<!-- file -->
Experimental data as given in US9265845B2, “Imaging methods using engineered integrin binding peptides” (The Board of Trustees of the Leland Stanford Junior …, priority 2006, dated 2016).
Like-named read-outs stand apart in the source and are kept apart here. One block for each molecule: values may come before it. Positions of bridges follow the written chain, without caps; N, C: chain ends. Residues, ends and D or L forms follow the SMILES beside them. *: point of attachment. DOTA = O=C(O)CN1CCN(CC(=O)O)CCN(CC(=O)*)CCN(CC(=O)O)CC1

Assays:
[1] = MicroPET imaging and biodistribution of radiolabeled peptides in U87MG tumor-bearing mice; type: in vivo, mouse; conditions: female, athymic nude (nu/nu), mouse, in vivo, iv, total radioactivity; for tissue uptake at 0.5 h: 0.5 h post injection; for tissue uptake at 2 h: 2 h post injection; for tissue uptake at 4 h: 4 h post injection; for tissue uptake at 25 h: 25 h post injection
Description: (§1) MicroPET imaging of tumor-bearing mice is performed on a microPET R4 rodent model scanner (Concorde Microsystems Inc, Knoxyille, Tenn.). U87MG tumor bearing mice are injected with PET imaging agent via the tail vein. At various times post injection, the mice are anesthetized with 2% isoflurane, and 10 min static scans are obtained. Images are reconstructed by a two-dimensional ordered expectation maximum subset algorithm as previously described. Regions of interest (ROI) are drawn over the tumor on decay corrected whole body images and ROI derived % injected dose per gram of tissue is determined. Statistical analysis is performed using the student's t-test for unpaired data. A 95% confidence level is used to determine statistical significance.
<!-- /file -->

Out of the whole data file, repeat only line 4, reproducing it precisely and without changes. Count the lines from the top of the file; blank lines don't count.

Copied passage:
[1] = MicroPET imaging and biodistribution of radiolabeled peptides in U87MG tumor-bearing mice; type: in vivo, mouse; conditions: female, athymic nude (nu/nu), mouse, in vivo, iv, total radioactivity; for tissue uptake at 0.5 h: 0.5 h post injection; for tissue uptake at 2 h: 2 h post injection; for tissue uptake at 4 h: 4 h post injection; for tissue uptake at 25 h: 25 h post injection